Growing up in my more-Chinese-than-American household, we didn’t watch any football. Actually, we didn’t watch that much English language programming at all; the programs on our television were always a steady rotation of the following: 1) Nature shows that highlighted the landscapes and provinces in Mainland China; 2) Taiwanese news channels that showed very diplomatic politicians battling it out by throwing shoes and punches in Congress; 3) Chinese soap operas that my grandmother enjoyed, which almost always followed this format: Abused/misunderstood wife; some type of amnesia; and either a new man who adores her and solves her problems or a returning husband who repents his old ways. So it wasn’t a big surprise that I knew nothing about football aside from the fact that our San Diego Chargers were (lately) very disappointing, to the point that even a non-watcher like me knew better than to hope that we were going to make it to the playoffs.
Somehow, though, at some point during this past year, I began to understand football and caught myself actually enjoying Sunday games. So yesterday, I sat down to watch the Superbowl.
My mother, whose life has been spent half in the U.S. and half in Taiwan, decided that she, too, wanted to watch the game. I probably should have explained to her what football was, because she began asking questions like:
1) “What sport is this?”
2) “How many teams play in the Superbowl?”
3) And, after watching a commercial featuring children, “Little kids play Superbowl, too?” (to which I replied: “It’s football; and it’s a sport, so yes, there are football teams designed for younger children.”)
I think the best question, though, came after she saw some 49ers pat their teammate on the back: “Why do they keep hitting him? Do they get points by doing that?” To her credit, at least she was paying attention.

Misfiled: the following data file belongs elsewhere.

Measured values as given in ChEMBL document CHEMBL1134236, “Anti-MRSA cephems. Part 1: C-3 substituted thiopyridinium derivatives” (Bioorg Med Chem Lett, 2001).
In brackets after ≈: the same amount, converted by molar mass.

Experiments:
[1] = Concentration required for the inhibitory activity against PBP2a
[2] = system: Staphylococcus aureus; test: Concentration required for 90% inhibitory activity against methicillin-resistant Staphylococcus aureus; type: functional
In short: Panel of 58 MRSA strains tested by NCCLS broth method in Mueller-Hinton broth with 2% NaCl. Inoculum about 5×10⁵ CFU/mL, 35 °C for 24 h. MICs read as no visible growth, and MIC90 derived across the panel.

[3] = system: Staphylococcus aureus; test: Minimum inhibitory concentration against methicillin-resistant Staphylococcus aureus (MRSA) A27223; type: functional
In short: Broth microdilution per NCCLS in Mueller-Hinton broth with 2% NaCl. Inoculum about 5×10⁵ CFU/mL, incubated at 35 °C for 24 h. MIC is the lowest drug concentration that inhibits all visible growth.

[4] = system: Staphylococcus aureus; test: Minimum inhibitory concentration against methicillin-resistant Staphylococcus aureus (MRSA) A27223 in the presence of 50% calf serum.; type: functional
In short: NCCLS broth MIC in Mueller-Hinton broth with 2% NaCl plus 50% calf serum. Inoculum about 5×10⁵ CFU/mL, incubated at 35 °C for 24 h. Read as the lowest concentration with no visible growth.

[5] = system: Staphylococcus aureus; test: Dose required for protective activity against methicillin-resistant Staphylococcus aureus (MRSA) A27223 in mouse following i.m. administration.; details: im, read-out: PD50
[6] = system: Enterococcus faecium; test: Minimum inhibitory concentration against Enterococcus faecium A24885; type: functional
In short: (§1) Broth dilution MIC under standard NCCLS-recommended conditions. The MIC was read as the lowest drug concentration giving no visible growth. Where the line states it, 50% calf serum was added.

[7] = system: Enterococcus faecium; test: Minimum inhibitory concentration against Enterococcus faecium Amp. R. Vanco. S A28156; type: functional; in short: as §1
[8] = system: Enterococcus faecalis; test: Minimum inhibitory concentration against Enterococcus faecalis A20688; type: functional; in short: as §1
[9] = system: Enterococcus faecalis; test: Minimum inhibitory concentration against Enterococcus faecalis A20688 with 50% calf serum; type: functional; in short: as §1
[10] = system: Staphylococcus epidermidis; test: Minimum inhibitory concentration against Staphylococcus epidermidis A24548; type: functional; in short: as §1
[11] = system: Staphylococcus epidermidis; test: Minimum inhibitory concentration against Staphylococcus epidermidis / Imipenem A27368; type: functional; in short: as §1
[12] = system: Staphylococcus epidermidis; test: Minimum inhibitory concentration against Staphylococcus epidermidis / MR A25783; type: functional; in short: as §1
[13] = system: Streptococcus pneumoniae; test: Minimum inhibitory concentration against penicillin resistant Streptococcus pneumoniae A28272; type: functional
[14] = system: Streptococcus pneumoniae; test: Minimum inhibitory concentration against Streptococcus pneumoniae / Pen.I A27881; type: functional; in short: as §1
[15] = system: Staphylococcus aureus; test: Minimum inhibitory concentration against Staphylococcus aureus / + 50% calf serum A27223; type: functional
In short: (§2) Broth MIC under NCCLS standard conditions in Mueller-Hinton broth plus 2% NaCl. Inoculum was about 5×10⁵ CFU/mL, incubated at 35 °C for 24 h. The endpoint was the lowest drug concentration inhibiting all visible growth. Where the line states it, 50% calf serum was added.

But, like any other holiday (and I definitely consider the Superbowl a holiday), there comes a time for the post-celebration cleanse: the time where one repents after a day of excessive beer, chips, dip, and chicken wings (repentance came earlier this year, I believe; right around the time the Calvin Klein ad aired).
So here’s a dish that’s nutritious, delicious, light and satisfying:
Note: I apologize for the photo; I am not a professional photographer by any means, obviously.
Quinoa, Edamame & Corn Salad with Cilantro and a Tangy Lemon-Parsley Dressing:
- 3/4 cup uncooked quinoa
- 2 cups frozen edamame
- 1 cup frozen corn
- 1/2 red bell pepper, diced.
- 3 Tbs. of minced fresh cilantro (I used two whole big bunches… I like cilantro).
- 1/4 cup fresh lemon juice
- 1 tsp. good quality olive oil
- 1 tsp. dried parsley
- 1/2 tsp. Italian seasoning
- 1/4 tsp. brown sugar
- a dash of red pepper flakes (can adjust depending on personal preference)
- a dash of white pepper (optional)
- pinch of salt
- freshly ground black pepper (can adjust depending on personal preference)
- Cook the quinoa according to package instructions (I usually cook it in chicken brother with 1 parts quinoa and 2 parts liquid). Wait for quinoa to absorb all liquid.
- Cook the frozen edamame and corn together in a pot until soft.
- While the frozen vegetables and quinoa are cooking, whisk together the lemon juice, olive oil, parsley, Italian seasoning, brown sugar, and salt and pepper. You may add the pepper flakes and white pepper if you like a little bit of heat in the dressing. Let it sit for at least 10 minutes.
- When quinoa has absorbed all the liquid (I let it sit for a little bit after the 10-15 minute actual cooking time; it absorbs any remaining liquid post-cooking), combine quinoa, edamame, corn, bell pepper and the cilantro together.
- Drizzle the dressing onto the quinoa salad; toss until evenly mixed.